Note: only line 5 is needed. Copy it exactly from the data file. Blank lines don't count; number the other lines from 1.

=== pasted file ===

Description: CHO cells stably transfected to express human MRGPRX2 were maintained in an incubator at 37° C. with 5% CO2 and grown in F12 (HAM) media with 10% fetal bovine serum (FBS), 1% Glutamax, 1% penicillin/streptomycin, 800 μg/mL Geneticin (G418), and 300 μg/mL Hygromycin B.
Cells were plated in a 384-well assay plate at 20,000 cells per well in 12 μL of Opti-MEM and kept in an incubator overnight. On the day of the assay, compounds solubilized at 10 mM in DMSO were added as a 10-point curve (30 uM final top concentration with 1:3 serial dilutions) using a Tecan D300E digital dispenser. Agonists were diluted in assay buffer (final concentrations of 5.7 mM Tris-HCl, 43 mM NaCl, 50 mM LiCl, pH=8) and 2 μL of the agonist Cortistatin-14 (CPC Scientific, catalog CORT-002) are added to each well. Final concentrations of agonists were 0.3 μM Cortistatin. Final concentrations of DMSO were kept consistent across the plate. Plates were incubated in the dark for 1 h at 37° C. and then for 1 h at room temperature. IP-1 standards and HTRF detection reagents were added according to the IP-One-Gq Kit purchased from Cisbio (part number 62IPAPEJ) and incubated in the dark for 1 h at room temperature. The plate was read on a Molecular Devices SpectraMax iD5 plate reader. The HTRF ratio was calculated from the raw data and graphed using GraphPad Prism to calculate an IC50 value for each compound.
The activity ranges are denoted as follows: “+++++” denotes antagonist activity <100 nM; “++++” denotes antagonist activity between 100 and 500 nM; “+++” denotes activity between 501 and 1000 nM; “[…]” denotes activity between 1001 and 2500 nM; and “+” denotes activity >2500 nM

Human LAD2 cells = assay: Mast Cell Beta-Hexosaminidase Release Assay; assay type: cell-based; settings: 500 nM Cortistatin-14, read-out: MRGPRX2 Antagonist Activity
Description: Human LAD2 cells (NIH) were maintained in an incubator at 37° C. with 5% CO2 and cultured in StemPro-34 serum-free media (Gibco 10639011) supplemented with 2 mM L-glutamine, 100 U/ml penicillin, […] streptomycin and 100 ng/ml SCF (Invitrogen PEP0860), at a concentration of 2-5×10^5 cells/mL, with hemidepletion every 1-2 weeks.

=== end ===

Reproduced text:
Description: Human LAD2 cells (NIH) were maintained in an incubator at 37° C. with 5% CO2 and cultured in StemPro-34 serum-free media (Gibco 10639011) supplemented with 2 mM L-glutamine, 100 U/ml penicillin, […] streptomycin and 100 ng/ml SCF (Invitrogen PEP0860), at a concentration of 2-5×10^5 cells/mL, with hemidepletion every 1-2 weeks.